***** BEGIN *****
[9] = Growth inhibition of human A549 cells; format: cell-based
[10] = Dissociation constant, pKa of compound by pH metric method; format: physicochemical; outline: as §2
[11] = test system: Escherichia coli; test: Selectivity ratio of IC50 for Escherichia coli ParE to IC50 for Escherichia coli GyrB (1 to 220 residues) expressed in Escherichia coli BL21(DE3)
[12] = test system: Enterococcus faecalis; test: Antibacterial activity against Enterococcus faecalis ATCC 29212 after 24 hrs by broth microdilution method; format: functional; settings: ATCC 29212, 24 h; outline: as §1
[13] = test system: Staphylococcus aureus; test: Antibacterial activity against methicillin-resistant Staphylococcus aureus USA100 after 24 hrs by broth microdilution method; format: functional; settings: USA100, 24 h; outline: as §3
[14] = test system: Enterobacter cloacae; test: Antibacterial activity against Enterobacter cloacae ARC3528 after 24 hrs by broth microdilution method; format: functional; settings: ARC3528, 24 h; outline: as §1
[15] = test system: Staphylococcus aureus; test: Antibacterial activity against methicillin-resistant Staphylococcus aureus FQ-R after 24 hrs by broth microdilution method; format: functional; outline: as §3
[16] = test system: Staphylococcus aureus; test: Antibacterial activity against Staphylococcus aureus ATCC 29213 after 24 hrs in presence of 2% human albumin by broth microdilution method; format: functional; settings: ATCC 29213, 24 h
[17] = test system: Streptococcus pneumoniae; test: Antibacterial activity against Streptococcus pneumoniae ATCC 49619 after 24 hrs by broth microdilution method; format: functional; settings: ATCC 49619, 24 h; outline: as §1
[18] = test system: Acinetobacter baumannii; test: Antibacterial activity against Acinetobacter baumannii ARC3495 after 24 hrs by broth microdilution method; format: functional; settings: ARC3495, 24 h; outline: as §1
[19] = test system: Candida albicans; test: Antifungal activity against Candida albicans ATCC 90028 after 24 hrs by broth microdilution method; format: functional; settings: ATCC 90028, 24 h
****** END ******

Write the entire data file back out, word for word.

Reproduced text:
[9] = Growth inhibition of human A549 cells; format: cell-based
[10] = Dissociation constant, pKa of compound by pH metric method; format: physicochemical; outline: as §2
[11] = test system: Escherichia coli; test: Selectivity ratio of IC50 for Escherichia coli ParE to IC50 for Escherichia coli GyrB (1 to 220 residues) expressed in Escherichia coli BL21(DE3)
[12] = test system: Enterococcus faecalis; test: Antibacterial activity against Enterococcus faecalis ATCC 29212 after 24 hrs by broth microdilution method; format: functional; settings: ATCC 29212, 24 h; outline: as §1
[13] = test system: Staphylococcus aureus; test: Antibacterial activity against methicillin-resistant Staphylococcus aureus USA100 after 24 hrs by broth microdilution method; format: functional; settings: USA100, 24 h; outline: as §3
[14] = test system: Enterobacter cloacae; test: Antibacterial activity against Enterobacter cloacae ARC3528 after 24 hrs by broth microdilution method; format: functional; settings: ARC3528, 24 h; outline: as §1
[15] = test system: Staphylococcus aureus; test: Antibacterial activity against methicillin-resistant Staphylococcus aureus FQ-R after 24 hrs by broth microdilution method; format: functional; outline: as §3
[16] = test system: Staphylococcus aureus; test: Antibacterial activity against Staphylococcus aureus ATCC 29213 after 24 hrs in presence of 2% human albumin by broth microdilution method; format: functional; settings: ATCC 29213, 24 h
[17] = test system: Streptococcus pneumoniae; test: Antibacterial activity against Streptococcus pneumoniae ATCC 49619 after 24 hrs by broth microdilution method; format: functional; settings: ATCC 49619, 24 h; outline: as §1
[18] = test system: Acinetobacter baumannii; test: Antibacterial activity against Acinetobacter baumannii ARC3495 after 24 hrs by broth microdilution method; format: functional; settings: ARC3495, 24 h; outline: as §1
[19] = test system: Candida albicans; test: Antifungal activity against Candida albicans ATCC 90028 after 24 hrs by broth microdilution method; format: functional; settings: ATCC 90028, 24 h